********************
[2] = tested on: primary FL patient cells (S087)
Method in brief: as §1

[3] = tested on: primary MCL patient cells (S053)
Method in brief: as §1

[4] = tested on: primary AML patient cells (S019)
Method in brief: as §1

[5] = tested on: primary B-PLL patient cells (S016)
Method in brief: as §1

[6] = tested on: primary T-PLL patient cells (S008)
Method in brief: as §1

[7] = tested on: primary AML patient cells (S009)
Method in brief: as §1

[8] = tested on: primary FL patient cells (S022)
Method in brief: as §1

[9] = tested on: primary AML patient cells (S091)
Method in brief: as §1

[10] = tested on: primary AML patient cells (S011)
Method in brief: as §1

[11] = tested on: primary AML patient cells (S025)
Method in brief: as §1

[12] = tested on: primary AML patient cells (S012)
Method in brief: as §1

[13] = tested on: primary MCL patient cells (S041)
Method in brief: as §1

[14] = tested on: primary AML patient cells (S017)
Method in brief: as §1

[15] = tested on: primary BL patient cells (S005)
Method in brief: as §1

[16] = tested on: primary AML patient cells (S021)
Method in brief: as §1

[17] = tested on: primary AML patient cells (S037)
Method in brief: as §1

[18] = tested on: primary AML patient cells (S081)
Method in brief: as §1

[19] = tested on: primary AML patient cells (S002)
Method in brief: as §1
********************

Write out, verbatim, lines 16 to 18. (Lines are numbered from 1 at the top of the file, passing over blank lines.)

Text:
Method in brief: as §1

[10] = tested on: primary AML patient cells (S011)
Method in brief: as §1